by Fern Michaels, Kat Martin, Jo Beverley, Katherine Sutcliffe, and Brenda Joyce; assorted (2000, reissue)
Zebra, $6.99, ISBN 0-8217-7062-4
It's a good thing I preservere after Fern Michaels' coup d'supremo-moron tale of A Bright Red Ribbon. Brenda Joyce's closing story The Miracle isn't as bad, but it's as fun as an elephant sitting on my face. Thank goodness the stories in-between range from very good to excellent.
Let's start with Fern Michaels' story. The heroine Morgan Ames is a complete waste of carbon material. In fact, she epitomizes the phrase "genetic garbage". She spends two years angling for some drunkard, negligent, definitely wrong guy, and then, on what seems like the worst blizzard in the century, she goes driving to meet him at her parent's house in New Jersey. She doesn't know if he will show up, mind you, but she must be there, because, you know, he may propose... AAAAH!
"Die!" I scream. "Eat canyon rock and die, you braindead nincompoop!"
Alas, she doesn't skid off the road and fall straight into hell. I can hear the chorus of gratitude from the damned burning in lowest levels of hell. Instead, I get her irritating to the extreme soliloquoy, where she blames her Mr Wrong for her predicament.
"Die!" I scream. "Eat infernal meteor armageddon, you piece of leftover maggot roadkill!"
Her car goes kaput. Our heroine then leaves the car and starts walking to God knows where in the blizzard. Hello, miss?
"Die!" I scream. "Eat tsunami, you stupid too-stupid-to...-whatever piece of smelly crap!"
She faints in womanly weakness. I give a holler, thinking she's dead. Am I too cruel to wish for vultures to pick her clean?
Our hero Marcus Bishop's dog finds our heroine and drags her to the hero's house via the doggie door.
"How small is she?" I wonder aloud. Then, I just don't care. "Die!" I scream again.
Our hero is a paraplegic. He must be so hard up, he falls for her right away.
The heroine then spends her time giggling to the hero. Oh, do you know that she thinks her Mr Wrong guy drinks too much? When he drinks too much, he scares her and it makes her, I quote, "sad." Then why the forking-working heck is she angling for him? Aaaahhh!
"Die!" I scream again. "Eat - oh just die, damn it! DIEDIEDIEDIEDIEDIEDIE! DIEEEE!"
The men in white coats have to drag me away to a quiet, peaceful place where there are no bimbos and pretty, pretty butterflies fly...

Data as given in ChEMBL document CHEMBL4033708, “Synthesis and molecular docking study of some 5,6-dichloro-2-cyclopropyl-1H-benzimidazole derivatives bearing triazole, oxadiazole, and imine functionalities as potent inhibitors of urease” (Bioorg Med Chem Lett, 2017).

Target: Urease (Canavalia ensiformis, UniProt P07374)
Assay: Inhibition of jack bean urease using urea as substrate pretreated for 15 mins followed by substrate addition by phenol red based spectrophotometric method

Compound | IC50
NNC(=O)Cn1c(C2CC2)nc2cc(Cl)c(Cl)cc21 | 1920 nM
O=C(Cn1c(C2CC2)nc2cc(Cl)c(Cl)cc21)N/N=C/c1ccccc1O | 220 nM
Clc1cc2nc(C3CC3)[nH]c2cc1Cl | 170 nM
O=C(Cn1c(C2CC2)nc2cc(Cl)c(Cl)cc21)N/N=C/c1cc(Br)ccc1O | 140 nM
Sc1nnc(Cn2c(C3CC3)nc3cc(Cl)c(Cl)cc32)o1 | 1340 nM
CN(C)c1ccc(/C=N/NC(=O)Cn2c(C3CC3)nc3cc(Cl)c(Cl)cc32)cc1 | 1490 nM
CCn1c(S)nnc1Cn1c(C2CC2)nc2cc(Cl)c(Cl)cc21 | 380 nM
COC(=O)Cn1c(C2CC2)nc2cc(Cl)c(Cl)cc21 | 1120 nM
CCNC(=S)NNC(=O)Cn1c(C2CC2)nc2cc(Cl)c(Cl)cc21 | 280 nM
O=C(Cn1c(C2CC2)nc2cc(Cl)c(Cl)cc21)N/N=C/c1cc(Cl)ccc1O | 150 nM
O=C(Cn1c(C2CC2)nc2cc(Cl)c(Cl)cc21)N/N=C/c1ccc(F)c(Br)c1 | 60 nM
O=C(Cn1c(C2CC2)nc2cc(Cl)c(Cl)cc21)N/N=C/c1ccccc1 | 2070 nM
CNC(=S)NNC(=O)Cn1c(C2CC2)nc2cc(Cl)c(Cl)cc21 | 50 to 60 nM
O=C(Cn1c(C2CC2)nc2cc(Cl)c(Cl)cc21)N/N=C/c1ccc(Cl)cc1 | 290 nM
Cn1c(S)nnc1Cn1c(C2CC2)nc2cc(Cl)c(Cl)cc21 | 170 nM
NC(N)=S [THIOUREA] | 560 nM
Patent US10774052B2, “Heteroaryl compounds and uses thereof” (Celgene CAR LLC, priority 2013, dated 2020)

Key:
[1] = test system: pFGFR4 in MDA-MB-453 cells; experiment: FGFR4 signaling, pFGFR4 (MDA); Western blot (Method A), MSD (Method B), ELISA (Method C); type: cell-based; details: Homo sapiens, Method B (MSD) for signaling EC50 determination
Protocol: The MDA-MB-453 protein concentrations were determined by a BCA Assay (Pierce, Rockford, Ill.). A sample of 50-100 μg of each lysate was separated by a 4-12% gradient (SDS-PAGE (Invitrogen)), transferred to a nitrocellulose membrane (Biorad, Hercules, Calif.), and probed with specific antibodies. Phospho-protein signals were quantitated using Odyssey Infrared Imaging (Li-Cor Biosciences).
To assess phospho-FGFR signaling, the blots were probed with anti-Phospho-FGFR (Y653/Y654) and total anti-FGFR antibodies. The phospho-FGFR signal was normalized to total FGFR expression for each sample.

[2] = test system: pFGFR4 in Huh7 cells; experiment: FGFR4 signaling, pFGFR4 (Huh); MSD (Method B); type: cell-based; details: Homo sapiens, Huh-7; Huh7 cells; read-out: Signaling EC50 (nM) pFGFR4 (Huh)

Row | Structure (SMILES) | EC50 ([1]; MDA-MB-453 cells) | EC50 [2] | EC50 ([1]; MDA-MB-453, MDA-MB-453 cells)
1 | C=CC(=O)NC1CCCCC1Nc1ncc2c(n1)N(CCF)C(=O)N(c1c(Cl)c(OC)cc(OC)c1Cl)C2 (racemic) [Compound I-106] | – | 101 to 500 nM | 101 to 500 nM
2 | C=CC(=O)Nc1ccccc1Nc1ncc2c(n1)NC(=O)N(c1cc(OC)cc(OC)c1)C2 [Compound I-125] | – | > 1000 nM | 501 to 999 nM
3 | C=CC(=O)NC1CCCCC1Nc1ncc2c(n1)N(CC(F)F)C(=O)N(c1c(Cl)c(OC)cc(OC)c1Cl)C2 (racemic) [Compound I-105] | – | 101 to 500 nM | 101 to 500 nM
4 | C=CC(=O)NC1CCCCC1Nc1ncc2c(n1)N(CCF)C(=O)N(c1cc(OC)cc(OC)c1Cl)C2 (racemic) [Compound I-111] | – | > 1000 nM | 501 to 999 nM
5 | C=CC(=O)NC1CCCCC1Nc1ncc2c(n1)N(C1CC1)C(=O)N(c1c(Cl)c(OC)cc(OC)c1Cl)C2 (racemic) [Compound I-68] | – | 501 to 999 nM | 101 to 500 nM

Ahem, on to the next story.
Kat Martin's Christmas Angel has a Southern heroine and her old doctor (Yankee) flame reuniting after the dust of the Civil War has settled. This is the usual story, you know: she hates him, but she likes him, they kiss, they make love, and they unite against other prejudiced townsfolks to teach everybody the meaning of Peace and Harmony, all that rot. It's not a bad story, the characters are well done, but the story is so short that the hate to love thing on the heroine's part doesn't seem real.
Still, a welcome relief after Fern Michaels'... thing.
I'm surprised I love Jo Beverley's novella Twelfth Night the best. At first, I hug myself, fearing the usual non-stop ten-paged psychobabble of the heroine as she runs up and down trying to save the hero, her brother, her uncle, her dog... or something. However, this one is nice. It's another old-flame thing, nothing new, nothing extraordinary, but the characters of Lady Alice and her Tyr Norman are so well-fleshed and right together that I have a great time. There's emotional poignancy, some laughter, and not too many "Ohmigod, ohmigod, ohmigod, up, down, left, right? Here? There? Where!" nonsense from Alice.
Maybe I ought to read one of these author's old books. For the first time, I am getting a hint of the Beverley mojo everyone else seems to rave about.
Katherine Sucliffe's Home For Christmas is the longest and the only other contemporary after the vile Fern Michaels'... thing. This one is very good - horse rancher-wannabe Virginia Velemere and her vet-on-a-Harley burn up the whole city with great sexual tension. Again, this is nothing new: heroine struggling to rebuild Daddy's lost horse biz empire while trying to find money for Daddy's operations and... oh. What she needs is a hunk to keep her happy, yes?
Finally, Brenda Joyce's The Miracle. The real miracle here is me not bleeding from my nose, ears, eyes, and mouth after reading about this always weeping heroine being bullied by her stupid husband. The dumb mule does a lot of smelly stuff, and in the end, he demands that she forgives him or else. Heroine weeps again and claws after him, she begging for forgiveness. I take a knife and stab it right through the book.
That is when the men in white grab the knife away from me and stab me with this giant needle. Oh, pretty, pretty butterflies... hey, why is everything blurry and nice?
This book at Amazon.com
This book at Amazon UK
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